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Georg Ratzinger, Pope's Brother, Says He Will Testify In Church Sex Scandal

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ROME — The brother of Pope Benedict XVI has told a newspaper he is willing to testify in the sex scandal rocking Germany's Catholic Church, even though he says he knows nothing about the alleged abuse of boys in a choir he later led.

The Rev. Georg Ratzinger, in an interview published Sunday, also was quoted as saying by the Rome daily La Repubblica that there was "discipline and rigor" but no terror during his 30 years as head of the Regensburger Domspatzen choir in Germany.

The Regensburg Diocese said last week that a former singer came forward with allegations of sexual abuse in the early 1960s. The German newsweekly Der Spiegel has reported that therapists in the region are treating several alleged victims from the choir.

Ratzinger led the choir from 1964 till 1994.

The diocese has said it is hiring a lawyer to help it carry out a "systematic" clarification of abuse allegations.

A man who lived in the choir-linked boarding school until 1967 has contended that "a sophisticated system of sadistic punishments in connection with sexual lust" had been installed there. Der Spiegel quoted the man, Franz Wittenbrink, as saying it would be inexplicable that the pope's brother didn't know anything about it.

But Ratzinger says he knew nothing about any alleged abuse.

If German justice officials "ask me to give testimony, obviously I'd be very ready to do so, but I am not able to provide any information on any deed that could be punished, because I don't have any, I never knew anything about it," the former choir leader told La Repubblica.

"We're talking about another generation, of another generation than that of my years, and respect to the generation that leads the foundation and chorus now," the pope's brother told the paper.

Asked why cases of alleged abuse were "covered by silence" for so long, Ratzinger replied: '"I insist, I wasn't around in that situation, I wasn't at the choir when the cases they're talking about happened."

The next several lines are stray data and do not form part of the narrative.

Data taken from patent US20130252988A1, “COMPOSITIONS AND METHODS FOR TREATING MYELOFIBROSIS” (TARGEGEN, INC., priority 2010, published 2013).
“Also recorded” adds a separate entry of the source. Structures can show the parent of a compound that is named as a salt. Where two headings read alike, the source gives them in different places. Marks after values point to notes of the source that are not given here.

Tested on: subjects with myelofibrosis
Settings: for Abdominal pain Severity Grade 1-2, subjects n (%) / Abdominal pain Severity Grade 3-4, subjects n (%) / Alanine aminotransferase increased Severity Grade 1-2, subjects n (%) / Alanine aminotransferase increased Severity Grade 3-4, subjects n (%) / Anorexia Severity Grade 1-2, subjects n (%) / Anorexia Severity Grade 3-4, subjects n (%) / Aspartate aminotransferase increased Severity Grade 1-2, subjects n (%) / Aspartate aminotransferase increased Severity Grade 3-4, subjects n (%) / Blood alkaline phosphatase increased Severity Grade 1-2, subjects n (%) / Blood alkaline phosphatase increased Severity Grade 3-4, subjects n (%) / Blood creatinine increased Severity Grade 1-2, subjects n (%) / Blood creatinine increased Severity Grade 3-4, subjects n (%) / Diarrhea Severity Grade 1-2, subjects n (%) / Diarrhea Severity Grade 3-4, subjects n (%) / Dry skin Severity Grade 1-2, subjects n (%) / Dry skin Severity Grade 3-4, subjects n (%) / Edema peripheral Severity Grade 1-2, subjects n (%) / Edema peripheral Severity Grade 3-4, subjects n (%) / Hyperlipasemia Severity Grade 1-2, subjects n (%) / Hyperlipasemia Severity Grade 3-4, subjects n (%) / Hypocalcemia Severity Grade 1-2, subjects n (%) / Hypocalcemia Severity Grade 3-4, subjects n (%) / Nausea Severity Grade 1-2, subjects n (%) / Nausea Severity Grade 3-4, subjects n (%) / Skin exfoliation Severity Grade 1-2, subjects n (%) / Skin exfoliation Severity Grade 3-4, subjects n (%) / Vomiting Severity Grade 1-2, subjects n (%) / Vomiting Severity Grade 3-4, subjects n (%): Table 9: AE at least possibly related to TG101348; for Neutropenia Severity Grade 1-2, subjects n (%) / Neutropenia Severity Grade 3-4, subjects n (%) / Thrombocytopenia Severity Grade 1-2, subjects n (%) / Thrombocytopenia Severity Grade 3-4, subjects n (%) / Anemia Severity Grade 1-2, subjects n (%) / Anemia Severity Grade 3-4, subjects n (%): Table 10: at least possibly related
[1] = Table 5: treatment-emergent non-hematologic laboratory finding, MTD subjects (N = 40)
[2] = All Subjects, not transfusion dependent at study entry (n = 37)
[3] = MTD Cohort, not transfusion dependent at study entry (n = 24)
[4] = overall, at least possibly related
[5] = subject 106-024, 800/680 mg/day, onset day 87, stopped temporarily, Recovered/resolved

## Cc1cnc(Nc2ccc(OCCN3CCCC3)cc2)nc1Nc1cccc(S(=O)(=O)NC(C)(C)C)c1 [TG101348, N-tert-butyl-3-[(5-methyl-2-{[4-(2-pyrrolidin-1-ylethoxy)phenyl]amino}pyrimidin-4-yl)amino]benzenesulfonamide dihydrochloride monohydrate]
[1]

"I hope my chorus isn't damaged by this situation, but it's in my interest that light is shed on it," he added.

Asked by La Repubblica about victims' claims of a "climate of terror at the choir," Ratzinger was quoted as saying: "In my years, thus after those deeds, there was a climate of discipline and rigor, that was obvious, too – we were aiming for a high musical, artistic level."

He said there was a "a climate of human comprehension, almost like a family."

The pope's brother also wondered what was behind the recent allegations.

"I want to note that I sense a certain animosity toward the church" behind the scandal, Ratzinger was quoted as saying.

Also Sunday, a prominent German Catholic activist group called on the pope to explain what he knew about abuses. Christian Weisner, the spokesman for We Are the Church, told the Associated Press on Sunday that Benedict must address whether there was abuse during his time as bishop of Munich and Freising between 1977 and 1981.

The Vatican said Saturday it backed the diocese's efforts to look into the "painful question in a decisive and open way."

Benedict has made no public comment on the choir scandal in his homeland, where the church has been jolted by abuse allegations from more than 170 former students who studied at some of the country's most prominent Catholic schools.

Ratzinger was asked by another Italian newspaper, Corriere della Sera, which interviewed him in his Regensburg home, if he had spoken to his brother about the abuse allegations.

"Not about this. It's the press that wants to know about these things," Ratzinger was quoted as replying.

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Associated Press writer Juergen Baetz contributed to this story from Berlin.

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